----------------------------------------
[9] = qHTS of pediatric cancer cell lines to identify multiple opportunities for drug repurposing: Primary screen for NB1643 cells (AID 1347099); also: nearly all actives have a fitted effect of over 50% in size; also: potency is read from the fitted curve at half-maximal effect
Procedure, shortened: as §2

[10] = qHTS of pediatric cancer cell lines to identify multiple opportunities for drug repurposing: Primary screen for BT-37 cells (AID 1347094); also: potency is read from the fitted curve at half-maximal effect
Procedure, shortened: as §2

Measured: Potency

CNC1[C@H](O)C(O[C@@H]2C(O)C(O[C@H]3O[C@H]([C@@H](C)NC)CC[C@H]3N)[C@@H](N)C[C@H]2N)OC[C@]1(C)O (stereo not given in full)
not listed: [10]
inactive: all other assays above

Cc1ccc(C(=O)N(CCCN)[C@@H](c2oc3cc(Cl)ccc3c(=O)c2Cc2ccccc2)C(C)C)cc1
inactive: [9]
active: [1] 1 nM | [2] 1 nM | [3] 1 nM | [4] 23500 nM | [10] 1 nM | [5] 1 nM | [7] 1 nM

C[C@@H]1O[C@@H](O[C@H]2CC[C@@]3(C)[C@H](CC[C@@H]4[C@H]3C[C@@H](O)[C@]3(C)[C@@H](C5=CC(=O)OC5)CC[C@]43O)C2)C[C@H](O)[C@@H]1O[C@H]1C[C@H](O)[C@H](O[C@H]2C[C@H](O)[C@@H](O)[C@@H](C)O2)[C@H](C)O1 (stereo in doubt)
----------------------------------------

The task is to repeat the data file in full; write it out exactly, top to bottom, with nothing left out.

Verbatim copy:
[9] = qHTS of pediatric cancer cell lines to identify multiple opportunities for drug repurposing: Primary screen for NB1643 cells (AID 1347099); also: nearly all actives have a fitted effect of over 50% in size; also: potency is read from the fitted curve at half-maximal effect
Procedure, shortened: as §2

[10] = qHTS of pediatric cancer cell lines to identify multiple opportunities for drug repurposing: Primary screen for BT-37 cells (AID 1347094); also: potency is read from the fitted curve at half-maximal effect
Procedure, shortened: as §2

Measured: Potency

CNC1[C@H](O)C(O[C@@H]2C(O)C(O[C@H]3O[C@H]([C@@H](C)NC)CC[C@H]3N)[C@@H](N)C[C@H]2N)OC[C@]1(C)O (stereo not given in full)
not listed: [10]
inactive: all other assays above

Cc1ccc(C(=O)N(CCCN)[C@@H](c2oc3cc(Cl)ccc3c(=O)c2Cc2ccccc2)C(C)C)cc1
inactive: [9]
active: [1] 1 nM | [2] 1 nM | [3] 1 nM | [4] 23500 nM | [10] 1 nM | [5] 1 nM | [7] 1 nM

C[C@@H]1O[C@@H](O[C@H]2CC[C@@]3(C)[C@H](CC[C@@H]4[C@H]3C[C@@H](O)[C@]3(C)[C@@H](C5=CC(=O)OC5)CC[C@]43O)C2)C[C@H](O)[C@@H]1O[C@H]1C[C@H](O)[C@H](O[C@H]2C[C@H](O)[C@@H](O)[C@@H](C)O2)[C@H](C)O1 (stereo in doubt)